In a mass murder, the victims may be either randomly selected or targeted for a specific reason that only makes sense to the perpetrator. The individual motives for mass murder vary greatly. A common motivation for mass murder is retaliation or revenge, but other motivations are possible, including grandiosity and the need for attention or fame. A mass murder sometimes occurs when the perpetrator, who may be deeply troubled, suffers a psychotic break from reality and strikes out at his/her perceived tormentors in a blitz-like attack.
Unlike serial killers, mass murderers are frequently, but not always, killed at the scene of the crime. Sometimes, they are shot by law enforcement officers called to the crime scene, which is often referred to as “suicide by cop,” while other times mass murderers take their own lives in a final and deliberate act of suicide. From a social-psychological perspective, mass murder is an act of vengeance against society by a desperate and fatalistic individual who has no intention of going away quietly or returning to kill another day.
A classic example of mass murder is the Virginia Tech massacre, a tragic school shooting, which took place on April 16, 2007, on the campus of Virginia Polytechnic Institute in Blacksburg, Virginia. In this mass murder, a very troubled student named Seung-Hui Cho shot and killed thirty-two people and wounded seventeen others in two separate blitz attacks which occurred approximately two hours apart on the Virginia Tech campus. Cho ended his murderous rampage by turning his gun on himself and committing suicide. In addition to the seventeen Cho wounded, another six people were injured while escaping from classroom windows during the attacks. The Virginia Tech massacre is the deadliest shooting incident by a single gunman in U.S. history.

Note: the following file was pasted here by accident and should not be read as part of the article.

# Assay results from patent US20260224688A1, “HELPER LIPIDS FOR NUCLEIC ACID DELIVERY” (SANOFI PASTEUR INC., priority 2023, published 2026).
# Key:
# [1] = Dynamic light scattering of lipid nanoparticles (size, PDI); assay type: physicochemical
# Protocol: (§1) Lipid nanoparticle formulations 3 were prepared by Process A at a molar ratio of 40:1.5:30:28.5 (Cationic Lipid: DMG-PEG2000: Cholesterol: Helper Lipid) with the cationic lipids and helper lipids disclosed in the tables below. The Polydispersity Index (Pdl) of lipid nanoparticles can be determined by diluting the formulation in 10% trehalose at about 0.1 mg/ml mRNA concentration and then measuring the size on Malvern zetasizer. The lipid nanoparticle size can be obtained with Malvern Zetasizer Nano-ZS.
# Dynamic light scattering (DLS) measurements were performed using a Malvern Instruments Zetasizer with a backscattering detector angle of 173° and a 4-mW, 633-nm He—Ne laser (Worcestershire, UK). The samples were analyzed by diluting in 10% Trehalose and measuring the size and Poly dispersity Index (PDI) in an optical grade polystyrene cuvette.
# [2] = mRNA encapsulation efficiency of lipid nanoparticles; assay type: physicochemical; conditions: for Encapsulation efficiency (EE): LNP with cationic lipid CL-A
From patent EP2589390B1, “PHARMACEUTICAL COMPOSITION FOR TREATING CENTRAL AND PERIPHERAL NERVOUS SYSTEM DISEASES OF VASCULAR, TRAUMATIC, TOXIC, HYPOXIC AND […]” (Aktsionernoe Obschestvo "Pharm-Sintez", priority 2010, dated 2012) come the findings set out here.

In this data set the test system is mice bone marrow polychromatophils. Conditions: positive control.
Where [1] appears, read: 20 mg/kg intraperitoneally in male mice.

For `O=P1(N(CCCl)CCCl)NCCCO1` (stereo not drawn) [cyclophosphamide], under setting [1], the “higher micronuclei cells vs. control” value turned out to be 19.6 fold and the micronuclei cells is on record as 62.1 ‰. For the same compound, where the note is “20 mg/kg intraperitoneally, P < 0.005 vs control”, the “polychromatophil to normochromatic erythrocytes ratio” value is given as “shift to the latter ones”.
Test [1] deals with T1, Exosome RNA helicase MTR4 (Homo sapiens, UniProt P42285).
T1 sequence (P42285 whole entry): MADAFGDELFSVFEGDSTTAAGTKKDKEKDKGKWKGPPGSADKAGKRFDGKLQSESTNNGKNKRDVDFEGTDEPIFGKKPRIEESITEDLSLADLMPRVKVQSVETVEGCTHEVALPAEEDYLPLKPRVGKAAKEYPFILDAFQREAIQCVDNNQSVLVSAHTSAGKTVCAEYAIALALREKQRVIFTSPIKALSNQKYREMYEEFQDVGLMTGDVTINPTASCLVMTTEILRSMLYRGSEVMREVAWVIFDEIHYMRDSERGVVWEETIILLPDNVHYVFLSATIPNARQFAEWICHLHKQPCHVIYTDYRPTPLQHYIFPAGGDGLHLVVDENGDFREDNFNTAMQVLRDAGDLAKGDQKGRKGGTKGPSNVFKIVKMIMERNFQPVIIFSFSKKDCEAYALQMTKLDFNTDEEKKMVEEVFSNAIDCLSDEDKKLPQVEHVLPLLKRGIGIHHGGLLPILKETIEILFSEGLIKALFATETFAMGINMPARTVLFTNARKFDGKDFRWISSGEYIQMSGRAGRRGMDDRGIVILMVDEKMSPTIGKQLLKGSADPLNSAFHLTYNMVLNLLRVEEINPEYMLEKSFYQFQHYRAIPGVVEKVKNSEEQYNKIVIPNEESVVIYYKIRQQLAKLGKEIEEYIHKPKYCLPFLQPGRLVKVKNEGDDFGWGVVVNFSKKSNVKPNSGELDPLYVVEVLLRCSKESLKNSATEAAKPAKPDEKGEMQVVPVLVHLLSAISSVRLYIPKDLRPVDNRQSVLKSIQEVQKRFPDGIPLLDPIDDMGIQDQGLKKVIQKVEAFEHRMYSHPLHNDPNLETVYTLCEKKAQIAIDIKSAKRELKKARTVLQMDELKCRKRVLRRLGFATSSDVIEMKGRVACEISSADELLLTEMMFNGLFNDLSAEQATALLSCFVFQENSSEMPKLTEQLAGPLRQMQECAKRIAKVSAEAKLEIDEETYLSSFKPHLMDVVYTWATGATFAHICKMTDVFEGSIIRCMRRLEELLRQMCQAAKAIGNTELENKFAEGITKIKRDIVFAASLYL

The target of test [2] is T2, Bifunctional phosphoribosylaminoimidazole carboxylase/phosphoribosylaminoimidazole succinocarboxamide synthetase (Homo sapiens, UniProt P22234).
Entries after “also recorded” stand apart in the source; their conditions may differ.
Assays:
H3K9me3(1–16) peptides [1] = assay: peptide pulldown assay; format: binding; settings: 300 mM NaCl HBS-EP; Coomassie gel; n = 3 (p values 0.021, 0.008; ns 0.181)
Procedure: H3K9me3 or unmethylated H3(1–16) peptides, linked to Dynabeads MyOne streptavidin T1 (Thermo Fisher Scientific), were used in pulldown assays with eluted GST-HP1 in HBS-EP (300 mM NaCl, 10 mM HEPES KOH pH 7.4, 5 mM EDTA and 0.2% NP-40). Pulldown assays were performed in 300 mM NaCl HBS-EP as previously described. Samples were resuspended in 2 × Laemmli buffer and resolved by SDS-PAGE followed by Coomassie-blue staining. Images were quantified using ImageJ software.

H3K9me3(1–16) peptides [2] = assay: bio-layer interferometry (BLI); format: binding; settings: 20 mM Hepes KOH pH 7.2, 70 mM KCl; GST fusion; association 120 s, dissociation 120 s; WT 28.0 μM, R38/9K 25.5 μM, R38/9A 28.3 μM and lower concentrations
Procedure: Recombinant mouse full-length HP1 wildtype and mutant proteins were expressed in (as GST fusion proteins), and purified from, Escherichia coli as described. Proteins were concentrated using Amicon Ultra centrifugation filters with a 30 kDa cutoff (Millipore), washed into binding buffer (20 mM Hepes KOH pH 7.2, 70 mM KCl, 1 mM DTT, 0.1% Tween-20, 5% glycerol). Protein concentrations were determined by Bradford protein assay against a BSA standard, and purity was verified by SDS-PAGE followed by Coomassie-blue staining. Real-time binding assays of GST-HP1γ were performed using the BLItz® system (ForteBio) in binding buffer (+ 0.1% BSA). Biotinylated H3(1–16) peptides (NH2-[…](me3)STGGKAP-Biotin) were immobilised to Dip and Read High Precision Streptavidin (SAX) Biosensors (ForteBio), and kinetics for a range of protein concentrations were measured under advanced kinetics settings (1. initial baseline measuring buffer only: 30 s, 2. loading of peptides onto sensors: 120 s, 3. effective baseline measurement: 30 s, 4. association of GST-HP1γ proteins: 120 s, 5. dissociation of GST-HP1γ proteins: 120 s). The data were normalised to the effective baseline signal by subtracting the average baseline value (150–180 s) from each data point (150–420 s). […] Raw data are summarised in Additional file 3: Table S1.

The death toll in the Virginia Tech massacre exceeds that of the deranged James Holmes, who killed twelve people and wounded seventy others in a movie theater in Aurora, Colorado, in July 2012. James Holmes was motivated to commit mass murder by grandiosity and a pathological belief that society did not appreciate his self-perceived genius.
Holmes was hospitalized after attempting suicide several times while in jail in November 2012. After much deliberation, psychiatric evaluation, and the prosecutors’ announcement that they would seek the death penalty, Holmes pleaded not guilty by reason of insanity on June 4, 2013.
In 2014 Judge Carlos Samour ruled that James Holmes had to undergo a second sanity evaluation by the state mental hospital because he concluded that the first was "incomplete and inadequate.” The second evaluation was completed later that same year. Significantly, a verdict on the sanity of James Holmes is in the hands of the jury but the conclusion of the state hospital's evaluation is critical evidence in its decision. Jury selection in the trial began January 20, 2015.
The trial is ongoing at the time of this publication. For more information on James Holmes and the Colorado movie theater massacre, see http://www.psychologytoday.com/blog/wicked-deeds/201403/james-holmes-and...
In my most recent book, I examine the fantasies and habits of notorious serial killers, including the “Son of Sam” and “Bind, Torture, Kill” based on my personal correspondence with them, in Why We Love Serial Killers: The Curious Appeal of the World’s Most Savage Murderers. To read the reviews and order it now, click: http://www.amazon.com/dp/1629144320/ref=cm_sw_r_fa_dp_B-2Stb0D57SDB
(1) Morton, R.J. 2005. Serial Murder: Multi-Disciplinary Perspectives for Investigators. National Center for the Analysis of Violent Crime. Washington, D.C.: U.S. Department of Justice. Retrieved http://www.fbi.gov/stats-services/publications/serial-murder
(3) Blair, J. P. and Schweit, K.W. 2014. A Study of Active Shooter Incidents in the United States Between 2000 and 2013. Texas State University and Federal Bureau of Investigation, U.S. Department of Justice, Washington D.C.